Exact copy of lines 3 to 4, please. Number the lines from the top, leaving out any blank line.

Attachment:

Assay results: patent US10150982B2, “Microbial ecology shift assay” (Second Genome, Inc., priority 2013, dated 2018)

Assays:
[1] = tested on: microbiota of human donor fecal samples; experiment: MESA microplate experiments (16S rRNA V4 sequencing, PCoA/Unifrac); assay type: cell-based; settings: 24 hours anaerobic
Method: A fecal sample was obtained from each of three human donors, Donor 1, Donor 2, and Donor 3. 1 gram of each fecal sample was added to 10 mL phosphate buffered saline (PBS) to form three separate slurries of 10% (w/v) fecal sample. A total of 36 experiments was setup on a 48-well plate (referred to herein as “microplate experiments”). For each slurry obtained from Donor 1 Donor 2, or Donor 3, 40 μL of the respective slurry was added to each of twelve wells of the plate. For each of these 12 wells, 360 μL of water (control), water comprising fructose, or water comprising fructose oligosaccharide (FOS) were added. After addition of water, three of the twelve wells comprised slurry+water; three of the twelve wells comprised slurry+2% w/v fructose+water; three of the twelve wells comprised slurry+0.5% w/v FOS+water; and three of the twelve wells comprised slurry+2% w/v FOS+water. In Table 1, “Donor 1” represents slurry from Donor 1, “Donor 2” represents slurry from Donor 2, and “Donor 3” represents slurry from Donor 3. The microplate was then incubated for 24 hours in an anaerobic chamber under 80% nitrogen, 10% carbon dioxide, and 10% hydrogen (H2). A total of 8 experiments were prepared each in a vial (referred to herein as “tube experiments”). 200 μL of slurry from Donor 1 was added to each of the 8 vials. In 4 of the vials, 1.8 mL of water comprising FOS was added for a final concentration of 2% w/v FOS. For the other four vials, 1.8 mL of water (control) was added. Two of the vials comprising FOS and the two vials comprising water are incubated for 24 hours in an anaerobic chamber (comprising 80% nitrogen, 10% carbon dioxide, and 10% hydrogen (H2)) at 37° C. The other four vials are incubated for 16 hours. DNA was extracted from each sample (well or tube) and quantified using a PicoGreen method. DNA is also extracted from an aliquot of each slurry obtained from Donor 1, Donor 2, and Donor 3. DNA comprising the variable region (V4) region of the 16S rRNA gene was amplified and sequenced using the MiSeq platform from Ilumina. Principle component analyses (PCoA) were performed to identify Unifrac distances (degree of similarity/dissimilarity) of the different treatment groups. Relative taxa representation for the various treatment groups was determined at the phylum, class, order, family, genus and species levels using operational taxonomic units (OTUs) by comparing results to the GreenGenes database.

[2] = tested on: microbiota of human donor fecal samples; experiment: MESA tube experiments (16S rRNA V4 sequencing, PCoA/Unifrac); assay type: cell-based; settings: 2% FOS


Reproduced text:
[1] = tested on: microbiota of human donor fecal samples; experiment: MESA microplate experiments (16S rRNA V4 sequencing, PCoA/Unifrac); assay type: cell-based; settings: 24 hours anaerobic
Method: A fecal sample was obtained from each of three human donors, Donor 1, Donor 2, and Donor 3. 1 gram of each fecal sample was added to 10 mL phosphate buffered saline (PBS) to form three separate slurries of 10% (w/v) fecal sample. A total of 36 experiments was setup on a 48-well plate (referred to herein as “microplate experiments”). For each slurry obtained from Donor 1 Donor 2, or Donor 3, 40 μL of the respective slurry was added to each of twelve wells of the plate. For each of these 12 wells, 360 μL of water (control), water comprising fructose, or water comprising fructose oligosaccharide (FOS) were added. After addition of water, three of the twelve wells comprised slurry+water; three of the twelve wells comprised slurry+2% w/v fructose+water; three of the twelve wells comprised slurry+0.5% w/v FOS+water; and three of the twelve wells comprised slurry+2% w/v FOS+water. In Table 1, “Donor 1” represents slurry from Donor 1, “Donor 2” represents slurry from Donor 2, and “Donor 3” represents slurry from Donor 3. The microplate was then incubated for 24 hours in an anaerobic chamber under 80% nitrogen, 10% carbon dioxide, and 10% hydrogen (H2). A total of 8 experiments were prepared each in a vial (referred to herein as “tube experiments”). 200 μL of slurry from Donor 1 was added to each of the 8 vials. In 4 of the vials, 1.8 mL of water comprising FOS was added for a final concentration of 2% w/v FOS. For the other four vials, 1.8 mL of water (control) was added. Two of the vials comprising FOS and the two vials comprising water are incubated for 24 hours in an anaerobic chamber (comprising 80% nitrogen, 10% carbon dioxide, and 10% hydrogen (H2)) at 37° C. The other four vials are incubated for 16 hours. DNA was extracted from each sample (well or tube) and quantified using a PicoGreen method. DNA is also extracted from an aliquot of each slurry obtained from Donor 1, Donor 2, and Donor 3. DNA comprising the variable region (V4) region of the 16S rRNA gene was amplified and sequenced using the MiSeq platform from Ilumina. Principle component analyses (PCoA) were performed to identify Unifrac distances (degree of similarity/dissimilarity) of the different treatment groups. Relative taxa representation for the various treatment groups was determined at the phylum, class, order, family, genus and species levels using operational taxonomic units (OTUs) by comparing results to the GreenGenes database.